What Is Coinsurance?
Coinsurance is a percentage of a medical cost split between you and your insurance company.
The coinsurance rate varies depending on your health plan. Typically, your coinsurance can be lower if you pay a higher monthly premium .
Coinsurance is a cost-share between you and your health insurance company. The rate is a percentage of a total medical bill split between you and your insurer. For example, your insurance plan may cover 80% of the cost, while you’re responsible for the remaining 20%.
You are usually required to pay coinsurance costs after you’ve met your deductible and before you’ve reached your out-of-pocket maximum amount. Coinsurance generally applies if you select doctors and hospitals within your health plan’s network. Costs could be higher if you use out-of-network healthcare providers.
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Here’s an example of when coinsurance rates may apply:
- Deductible: $1,000
- Coinsurance: Insurance pays 80%, while you pay 20%
- Out-of-pocket Annual Maximum: $3,000
Let’s say you were sick with the flu at the beginning of the year, and admitted to the hospital. Your stay cost $1,000. You’ll pay the full $1,000 to reach your deductible.
In the same year, you broke your leg. This time, your bill is for $2,500. Because you met your deductible earlier in the year, you’re only responsible for 20% of the bill until you reach your out-of-pocket maximum.
Here’s the cost breakdown:
- Total medical bill: $2,500
- Your health insurer pays 80%: $2,000
- You then owe 20% of coinsurance: $500
After two hospital visits, you’ve paid $1,500 of your out-of-pocket costs for the year. Your coinsurance costs (20% for you and 80% from your insurance plan) will continue until you’ve reached your out-of-pocket limit of $3,000.
Coinsurance and copays are two different ways insurance companies pass on service costs to you. Generally speaking, a copay is a flat rate you pay at the time of service for care, and it applies immediately. Coinsurance usually begins after you have met your deductible.
To explain, here’s an example:
When you visit the doctor, you pay a flat rate called a copay. For example, while a primary care visit may cost $180, you only pay your copay amount for the visit. If your copay for a primary care visit is $20, you pay $20 instead of the $180.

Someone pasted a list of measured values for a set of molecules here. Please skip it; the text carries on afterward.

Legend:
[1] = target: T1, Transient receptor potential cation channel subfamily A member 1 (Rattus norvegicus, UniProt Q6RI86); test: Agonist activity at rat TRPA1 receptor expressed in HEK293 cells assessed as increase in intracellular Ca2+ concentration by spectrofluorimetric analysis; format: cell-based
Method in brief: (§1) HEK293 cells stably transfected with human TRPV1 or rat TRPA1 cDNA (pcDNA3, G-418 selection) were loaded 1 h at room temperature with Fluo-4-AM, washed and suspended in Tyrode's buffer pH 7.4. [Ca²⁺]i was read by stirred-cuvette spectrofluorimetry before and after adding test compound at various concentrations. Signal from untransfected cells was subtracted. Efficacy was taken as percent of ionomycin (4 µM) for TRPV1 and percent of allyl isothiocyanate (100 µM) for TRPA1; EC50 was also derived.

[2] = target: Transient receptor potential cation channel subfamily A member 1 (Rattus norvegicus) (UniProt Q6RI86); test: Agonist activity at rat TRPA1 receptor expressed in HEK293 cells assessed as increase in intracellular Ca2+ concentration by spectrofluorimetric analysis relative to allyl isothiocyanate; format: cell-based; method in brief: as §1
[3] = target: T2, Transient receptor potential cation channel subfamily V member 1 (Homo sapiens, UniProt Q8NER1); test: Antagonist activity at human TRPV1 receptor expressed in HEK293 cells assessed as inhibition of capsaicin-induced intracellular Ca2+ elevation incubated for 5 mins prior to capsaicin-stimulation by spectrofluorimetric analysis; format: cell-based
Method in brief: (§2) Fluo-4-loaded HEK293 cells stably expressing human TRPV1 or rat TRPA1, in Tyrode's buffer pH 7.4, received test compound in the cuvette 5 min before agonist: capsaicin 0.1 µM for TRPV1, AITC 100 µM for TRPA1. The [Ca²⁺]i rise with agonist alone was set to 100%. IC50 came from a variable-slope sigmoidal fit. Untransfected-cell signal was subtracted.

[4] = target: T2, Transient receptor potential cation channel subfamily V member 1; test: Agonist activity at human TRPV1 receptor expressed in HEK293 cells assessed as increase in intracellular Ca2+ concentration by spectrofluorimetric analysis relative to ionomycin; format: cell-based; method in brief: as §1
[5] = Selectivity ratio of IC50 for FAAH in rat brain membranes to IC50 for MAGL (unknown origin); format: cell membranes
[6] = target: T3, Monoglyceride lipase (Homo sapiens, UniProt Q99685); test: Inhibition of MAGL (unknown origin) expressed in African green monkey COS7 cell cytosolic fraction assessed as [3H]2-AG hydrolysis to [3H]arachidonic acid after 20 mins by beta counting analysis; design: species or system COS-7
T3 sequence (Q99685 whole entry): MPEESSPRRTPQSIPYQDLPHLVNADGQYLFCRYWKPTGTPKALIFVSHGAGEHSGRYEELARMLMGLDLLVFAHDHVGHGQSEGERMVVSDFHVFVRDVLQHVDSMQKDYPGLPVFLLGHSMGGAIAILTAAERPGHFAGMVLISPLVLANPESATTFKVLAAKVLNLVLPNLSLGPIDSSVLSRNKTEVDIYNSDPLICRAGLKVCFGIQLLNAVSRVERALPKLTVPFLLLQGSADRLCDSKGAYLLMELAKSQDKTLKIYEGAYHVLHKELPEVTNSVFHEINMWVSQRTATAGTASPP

Coinsurance is a percentage split in the cost between you and your insurance company. This takes effect after you’ve met your deductible. For example, if your deductible is $1,000, you pay 100% of your costs until you reach $1,000. After you reach $1,000, you may only be responsible for 20% of your costs (if your plan has an 80/20 coinsurance). This means, after your deductible, you pay 20% and insurance pays 80%.
To explain, let’s use an easy example. If you have a $20 copay and 80/20 coinsurance for a doctor visit that costs $180:
- Your copay would be $20
- Your coinsurance would be $180 before your deductible is met, and $36 after your deductible is met
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There’s not a right or wrong answer to determining whether coinsurance or copays are better. Everyone has different healthcare and financial needs. However, there are some pros and cons to each type of payment.
In general, plans with lower monthly premiums tend to have higher coinsurance rates and vice versa. More cost-sharing benefits can make premiums higher. If you visit the doctor often or need prescription drugs regularly, consider higher premiums to cover more of your care.
It’s also important to consider all of your costs when deciding on your health plan. Copays usually don’t count toward health insurance deductibles or out-of-pocket maximums. However, you can get a better estimate of how much care will cost with copays as there’s usually a set price for doctor visits. You may not know your coinsurance cost until after receiving care.
You can find plans with coinsurance in the Health Insurance Marketplace or connect with a GoHealth licensed insurance agent to find a policy for your lifestyle and budget.
The insurance company will determine coinsurance based on your level of coverage. Your Marketplace policy is categorized by category (gold, silver, bronze), also called metal tiers. The tiers represent coverage, and not the quality of care. [i]
- You pay: 10%
- Insurer pays: 90%
- You pay: 20%
- Insurer pays: 80%
- You pay: 30%
- Insurer pays: 70%
- You pay: 40%
- Insurer pays: 60%
Please note: Your costs may vary. The percentages are based on averages.